Brush goats: another example of something that doesn't work as advertised.
Picture: Ralph and Stanley sticking their snouts into the sweet feed.
It was my friend Paul that first told me I should get goats to eat all the weeds on the new 18 acres I bought last year, 18 acres that were logged six years ago and then abandoned, so as far as the eye can see there are trashy piles of broken trees and bushes (left behind by the lousy careless loggers) and weeds and little pine trees growing by the thousands through the piles of sticks and tree trunks. No tractor or bush-hog could handle this mess.
I ignored Paul's suggestion - I'd tried a goat a couple years ago when a friend said "Just take this goat, if you don't like her you can bring her back," and my son loved her and named her Dulcinea, and she was very fat, like she'd swallowed a large watermelon which was now lodged sideways in her gut, but she made a nervous wreck out of me because she didn't mind electricity and escaped regularly under the electric fence, twitching a bit but unconcerned, and I didn't want Jethro getting the idea that electricity is not so bad. So I took her back where she came from.
When Menticia's dad said, in Mexico we would clear this land with goats, I reconsidered. I figured, the goats would eat weeds all summer and I would give them to Menticia's family for barbeque when the season was over.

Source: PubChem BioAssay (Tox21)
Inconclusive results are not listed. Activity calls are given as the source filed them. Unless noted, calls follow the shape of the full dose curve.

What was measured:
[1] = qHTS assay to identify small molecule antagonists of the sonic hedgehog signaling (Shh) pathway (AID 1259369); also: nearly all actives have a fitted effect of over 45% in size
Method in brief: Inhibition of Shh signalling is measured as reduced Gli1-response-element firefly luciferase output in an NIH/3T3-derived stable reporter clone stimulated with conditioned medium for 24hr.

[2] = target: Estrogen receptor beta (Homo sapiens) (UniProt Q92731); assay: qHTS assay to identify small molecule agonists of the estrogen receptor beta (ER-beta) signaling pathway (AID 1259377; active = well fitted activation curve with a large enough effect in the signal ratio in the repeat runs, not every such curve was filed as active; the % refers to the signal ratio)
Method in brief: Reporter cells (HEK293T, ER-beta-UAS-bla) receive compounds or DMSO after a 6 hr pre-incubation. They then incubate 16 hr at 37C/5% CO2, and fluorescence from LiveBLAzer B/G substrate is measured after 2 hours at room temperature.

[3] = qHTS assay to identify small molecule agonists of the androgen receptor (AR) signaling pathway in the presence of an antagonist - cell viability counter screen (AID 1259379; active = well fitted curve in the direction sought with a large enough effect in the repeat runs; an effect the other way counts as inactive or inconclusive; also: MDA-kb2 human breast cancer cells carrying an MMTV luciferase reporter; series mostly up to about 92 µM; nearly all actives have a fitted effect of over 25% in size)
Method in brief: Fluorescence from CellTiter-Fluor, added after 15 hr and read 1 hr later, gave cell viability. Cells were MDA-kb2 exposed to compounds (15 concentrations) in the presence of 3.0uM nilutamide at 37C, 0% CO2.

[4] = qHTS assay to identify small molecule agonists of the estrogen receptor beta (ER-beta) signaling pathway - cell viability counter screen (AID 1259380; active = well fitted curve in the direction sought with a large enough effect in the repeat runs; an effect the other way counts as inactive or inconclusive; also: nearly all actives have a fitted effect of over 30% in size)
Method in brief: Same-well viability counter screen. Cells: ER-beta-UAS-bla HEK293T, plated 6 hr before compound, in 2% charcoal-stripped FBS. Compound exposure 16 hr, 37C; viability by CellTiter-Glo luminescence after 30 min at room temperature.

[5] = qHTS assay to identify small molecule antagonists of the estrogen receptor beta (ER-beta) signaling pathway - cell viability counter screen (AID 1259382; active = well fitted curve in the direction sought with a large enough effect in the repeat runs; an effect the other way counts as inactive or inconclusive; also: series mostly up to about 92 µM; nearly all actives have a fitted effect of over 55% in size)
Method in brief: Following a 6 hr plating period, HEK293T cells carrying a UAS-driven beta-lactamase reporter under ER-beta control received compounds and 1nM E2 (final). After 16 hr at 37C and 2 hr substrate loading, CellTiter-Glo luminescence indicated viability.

Paul and I went goat-shopping one day and in Sanford I fell for two little goats. Literally little, they're "pygmy" goats. They couldn't make a dent in my weed mess, so the next day I bought two bigger (La Mancha) goats, and now there are the four of them.
Turns out the stories about goats eating everything are lies. These goats are finicky eaters and don't like much of anything that's growing on my land. After weeks of frowning at them eschewing (ie not chewing) my weeds, here are two working theories:
1. They were raised on Purina goat chow and think weeds = too much work. They like treats. (Can't blame them, I myself prefer cookies to kale.)
2. After years of deer eating everything that's tasty on this property, it's the not-tasty stuff which is thriving. Deer and goats probably prefer the same weeds and both obviously disdain that which I have the most of.
We had a showdown this week. I had them fenced in with a lot of little sweetgums. Sweetgum trees are kind of pretty but I loathe them because they sprout like weeds, grow back vigorously from stumps, even grow new trees from their roots, and nothing likes to eat them. I was determined the goats would eat these sweetgums. Just to make sure they weren't poisonous, I looked them up online and found they were nutritious! But the goats went on a hunger strike. I held out for a day and then gave in and moved them. That, though, is the last straw.
The pilot project is a failure. Ralph and Stanley, the La Manchas, are going to make a fine feast for Menticia's family. I'm going to try and convince my neighbor to take the pygmies, Moe and Larry.